Nineteen years old Mariam has been hawking on Lagos streets for five years. Without being ignorant of the imminent dangers, she would plan her day to earn N10,000 daily to contribute to her education and provide other household needs.
Mariam had understudied her mother on how to convince drivers and pedestrians, with appealing rhymes, to buy her wares. She would sing sweet songs or alternatively scream loudly to get the attention of customers..
“My favourite day is when we have road traffic (congestion). Since people are exhausted, we sell more. I have become used to running and shouting. In fact, I have friends and customers on the road who buy from me daily. This money would be used to cater for my schooling, get clothes and any financial assistance I need,” she said.
Mariam jostles between hawking and schooling everyday. She is fully aware of the dangers on the street as she can recount several circumstances that happened to her friends, but this would not stop her from being on the street till the late hours.
Street hawking in Lagos State has become a visible alternative means of survival for low income earners. This practice, however, has matured into incorporating the unemployed, some fraction of the underemployed and artisanal entrepreneurs.
These harmless traders would place their wares on their heads, run after busses and cars to sell to passengers. With good knowledge of imminent dangers on the road, the first instinct of a street hawker is to sell whatsoever good to make returns and fulfil basic needs.
Products sold on the street are determined by the demands of commuters, time and place as well as the road traffic situation.
HumAngle findings revealed that the rapid growth in street hawking could be connected to multiple taxes, excessive billings, process of shop ownership and sanctions imposed by officials to extort shop owners.
A National Bureau of Statistics report says that 11 million “micro enterprises” in Lagos rely on street trading for income.
Trading and Illegal Marketing Act
In 2016, the governor of Lagos State, Mr Akinwunmi Ambode, revived Section 1 of the Lagos State Trading and Illegal Market Prohibition Law 2003. The law restricts street trading and hawking around the metropolis.
This came after a street hawker, who tried to evade arrest by the state enforcement agency, was killed by a moving truck. The incident led to the destruction of 49 state-owned buses worth N139 million, by hoodlums.
To enforce this, the Kick Against Indiscipline unit was empowered to arrest defaulters with a fine of N90,000 or six month jail-term for defaulters. Multiple reactions trailed the governor’s order after hundreds of hawkers were arrested in just a few days.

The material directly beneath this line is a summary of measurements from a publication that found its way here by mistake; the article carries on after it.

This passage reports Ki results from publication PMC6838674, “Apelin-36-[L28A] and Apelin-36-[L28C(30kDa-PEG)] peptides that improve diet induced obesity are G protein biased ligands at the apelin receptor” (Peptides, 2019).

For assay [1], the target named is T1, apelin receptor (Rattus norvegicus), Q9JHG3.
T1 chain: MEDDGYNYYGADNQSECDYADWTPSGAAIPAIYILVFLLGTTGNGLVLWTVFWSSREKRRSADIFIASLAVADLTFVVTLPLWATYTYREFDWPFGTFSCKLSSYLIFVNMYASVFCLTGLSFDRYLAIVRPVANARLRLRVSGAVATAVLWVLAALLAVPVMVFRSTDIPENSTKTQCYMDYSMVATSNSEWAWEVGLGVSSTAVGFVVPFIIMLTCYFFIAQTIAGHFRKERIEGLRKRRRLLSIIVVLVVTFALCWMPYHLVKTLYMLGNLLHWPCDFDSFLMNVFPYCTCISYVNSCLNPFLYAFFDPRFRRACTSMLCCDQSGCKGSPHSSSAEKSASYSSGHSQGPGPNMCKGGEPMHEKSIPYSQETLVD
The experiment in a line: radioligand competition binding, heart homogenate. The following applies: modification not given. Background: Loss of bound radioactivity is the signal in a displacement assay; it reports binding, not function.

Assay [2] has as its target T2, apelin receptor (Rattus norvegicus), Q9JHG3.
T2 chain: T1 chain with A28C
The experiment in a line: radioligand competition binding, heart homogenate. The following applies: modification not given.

As an alternative, Ambode employed hawkers to take advantage of the N25 million Employment Trust Fund launched by his administration to provide soft loans for businesses.
“LSETF will focus on promoting entrepreneurship by improving access to finance, strengthening the institutional capacity of MSMEs and formulating policies designed to improve the business environment in Lagos State,” the governor said.
With an interest rate of 5 per cent and no collateral, the target of LSETF was to support 100,000 MSMEs within four years.
After one year of establishment, the agency reported a 7 per cent scoreline (7,000 beneficiaries). In its 2019 Social Impact Assessment, LSETF reported that it had funded 28,057 MSMEs and added over 150,000 new tax payers to the state’s revenue net.
Between Empowerment and Hawking
HumAngle findings reveal that the process of hawking in Lagos streets is seemingly very easy. Since hawkers require no certificate of ownership, business registration, tax payment or guarantor, it is almost easy for anyone to hawk on the street of Lagos.
However, to access funding from LSETF, “you must be a resident of Lagos, registered tax payer and have business or entrepreneurship skills. You would be required to provide your LASRA registration number, personal or company tax registration number, what you intend to use the money for, how you intend to pay back and guarantors who can stand for you,” Mr Akin Oyebode, the Executive Secretary of LSETF, said.
Some street hawkers told HumAngle that the complexity of providing necessary requirements deterred them from accessing the loan.
“I would have loved to get a loan to start my drinks business but I don’t have all the requirements. To find a guarantor is very hard, especially in this kind of economy,” Mrs Blessing Ejioma explained.
Lagos State, with a N398 billion internally generated revenue in 2019 contributes 34.9 percent of unemployed and underemployed youths in Nigeria. This is because the state is known for industrialisation and with its growing population of over 14 million residents, youths migrate into the state in search for jobs, HumAngle findings revealed.
Despite being drastically low on Nigeria’s 40.1 percent poverty rate, the state might need to formulate a scheme that generally addresses and meets the satisfactions of roadside hawkers.
This story was supported by the US embassy via the ATUPA fellowship by Civic Hive.
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